Walking this path,
we experience inexhaustible energy.
From what appears an empty void,
we find the bounty of life.
Our edginess, tension,
anger, and turmoil
begin to settle down.
In their place we find
a deep tranquility,
that has been here waiting
since before the beginning
of beginning-less time.
Chapter 4 of The Tao Te Ching – trans. William Martin
We experience the “empty void” in many different ways. Some traditions call this experience, “the dark night of the soul.” It is sometimes an intense, seldom-repeated descent into the abyss of despair and hopelessness. It can often, however, be a periodic recurrence of doubt and angst, calling trust and assurance into question, pulling us off our center, and sapping our energy.
In one of its many paradoxes, the Tao uses these experiences to bring a renewal of energy that is yet more powerful than what we felt before the void appeared. Often the energy of the Tao becomes subtly replaced by an energy that is simply ego-generated. It is an, “I’ve got this now. Here we go!” sort of thing. This pseudo-energy soon exhausts itself because it has no eternal roots. We are left wondering, “What happened?”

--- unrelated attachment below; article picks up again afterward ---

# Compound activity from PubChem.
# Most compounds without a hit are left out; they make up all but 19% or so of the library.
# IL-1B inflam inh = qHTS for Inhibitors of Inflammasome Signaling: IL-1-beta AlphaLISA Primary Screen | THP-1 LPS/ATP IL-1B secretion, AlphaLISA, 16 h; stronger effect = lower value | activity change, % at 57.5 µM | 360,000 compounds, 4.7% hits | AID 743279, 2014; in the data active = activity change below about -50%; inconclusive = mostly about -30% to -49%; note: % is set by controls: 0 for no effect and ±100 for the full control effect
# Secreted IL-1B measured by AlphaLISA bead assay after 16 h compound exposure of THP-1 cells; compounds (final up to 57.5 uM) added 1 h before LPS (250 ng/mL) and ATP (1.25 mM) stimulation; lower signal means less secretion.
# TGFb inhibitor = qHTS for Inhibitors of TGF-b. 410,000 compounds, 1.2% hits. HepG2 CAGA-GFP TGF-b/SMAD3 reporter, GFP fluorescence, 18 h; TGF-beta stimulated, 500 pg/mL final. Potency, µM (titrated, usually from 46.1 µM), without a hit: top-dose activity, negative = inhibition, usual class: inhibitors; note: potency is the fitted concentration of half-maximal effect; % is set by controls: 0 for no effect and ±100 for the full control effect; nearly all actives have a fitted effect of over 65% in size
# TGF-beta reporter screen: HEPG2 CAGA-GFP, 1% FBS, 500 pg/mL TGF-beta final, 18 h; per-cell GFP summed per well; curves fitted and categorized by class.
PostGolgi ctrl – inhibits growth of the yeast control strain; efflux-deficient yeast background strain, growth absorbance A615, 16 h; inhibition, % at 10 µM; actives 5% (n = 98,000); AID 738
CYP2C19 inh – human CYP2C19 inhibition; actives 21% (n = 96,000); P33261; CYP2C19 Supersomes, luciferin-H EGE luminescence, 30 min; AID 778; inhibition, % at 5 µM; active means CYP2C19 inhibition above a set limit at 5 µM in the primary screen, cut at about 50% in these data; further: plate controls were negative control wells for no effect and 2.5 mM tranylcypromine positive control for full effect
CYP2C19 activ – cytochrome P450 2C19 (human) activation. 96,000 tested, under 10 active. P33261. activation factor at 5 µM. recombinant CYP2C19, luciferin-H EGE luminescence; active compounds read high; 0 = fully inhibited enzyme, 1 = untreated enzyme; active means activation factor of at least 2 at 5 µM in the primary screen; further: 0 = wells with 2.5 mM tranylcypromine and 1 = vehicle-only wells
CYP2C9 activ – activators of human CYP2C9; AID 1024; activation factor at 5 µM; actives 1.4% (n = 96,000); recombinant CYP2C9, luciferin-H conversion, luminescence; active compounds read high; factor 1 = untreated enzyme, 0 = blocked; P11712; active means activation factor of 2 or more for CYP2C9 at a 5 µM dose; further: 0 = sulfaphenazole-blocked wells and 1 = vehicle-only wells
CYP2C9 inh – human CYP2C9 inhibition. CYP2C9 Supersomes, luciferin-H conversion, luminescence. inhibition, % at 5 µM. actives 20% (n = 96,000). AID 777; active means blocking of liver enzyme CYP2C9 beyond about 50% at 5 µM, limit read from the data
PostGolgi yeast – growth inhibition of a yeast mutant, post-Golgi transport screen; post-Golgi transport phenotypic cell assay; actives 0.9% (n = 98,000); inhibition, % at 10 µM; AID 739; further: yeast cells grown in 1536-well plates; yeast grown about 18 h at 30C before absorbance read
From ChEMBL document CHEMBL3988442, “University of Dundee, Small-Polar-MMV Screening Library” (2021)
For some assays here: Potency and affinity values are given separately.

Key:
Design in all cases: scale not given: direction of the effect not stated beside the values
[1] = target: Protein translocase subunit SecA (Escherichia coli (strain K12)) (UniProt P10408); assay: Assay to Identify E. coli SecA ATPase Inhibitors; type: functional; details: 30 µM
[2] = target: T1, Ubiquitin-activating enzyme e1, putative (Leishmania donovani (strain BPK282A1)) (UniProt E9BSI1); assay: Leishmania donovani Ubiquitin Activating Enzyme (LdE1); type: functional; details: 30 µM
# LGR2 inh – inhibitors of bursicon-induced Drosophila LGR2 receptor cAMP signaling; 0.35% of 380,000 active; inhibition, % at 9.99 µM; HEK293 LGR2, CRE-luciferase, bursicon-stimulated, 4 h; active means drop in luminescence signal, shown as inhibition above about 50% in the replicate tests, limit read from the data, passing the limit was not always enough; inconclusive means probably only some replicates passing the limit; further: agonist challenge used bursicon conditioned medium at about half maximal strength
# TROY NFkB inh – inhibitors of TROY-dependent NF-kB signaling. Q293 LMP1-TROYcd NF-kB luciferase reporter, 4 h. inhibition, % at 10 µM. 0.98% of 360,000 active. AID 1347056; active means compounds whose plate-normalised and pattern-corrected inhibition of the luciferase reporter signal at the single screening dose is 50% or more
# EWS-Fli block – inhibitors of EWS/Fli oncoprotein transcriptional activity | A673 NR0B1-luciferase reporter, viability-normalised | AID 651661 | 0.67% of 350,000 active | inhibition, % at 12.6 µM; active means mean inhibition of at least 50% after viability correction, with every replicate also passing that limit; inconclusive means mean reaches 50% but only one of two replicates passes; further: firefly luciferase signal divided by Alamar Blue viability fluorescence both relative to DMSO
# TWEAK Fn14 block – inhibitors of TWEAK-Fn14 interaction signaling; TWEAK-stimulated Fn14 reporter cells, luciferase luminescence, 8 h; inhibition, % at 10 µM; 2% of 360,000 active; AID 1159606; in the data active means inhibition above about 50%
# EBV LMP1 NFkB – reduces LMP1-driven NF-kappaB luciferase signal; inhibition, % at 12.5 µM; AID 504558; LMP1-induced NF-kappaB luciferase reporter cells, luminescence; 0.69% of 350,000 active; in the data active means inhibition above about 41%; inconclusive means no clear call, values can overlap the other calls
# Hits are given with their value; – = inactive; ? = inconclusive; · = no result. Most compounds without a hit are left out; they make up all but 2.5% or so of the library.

A necessary period of withdrawal, surrender, and submission replaces the self-confident assurance we had enjoyed. This is a gift. Without it we would continue to become more and more separate from our Source, less and less humble and effective in our life. When energy returns we recognize its Source and feel our connection to the Tao in yet a greater depth and joy.
Self-generated tranquility, dependent on the arrangement of finances, relationships, and social norms cannot substitute for the real thing. True tranquility is a birthright of every being. It resides in the eternal nature of all beings. That nature is often called the Soul. Look there for the real deal when the substitute fails.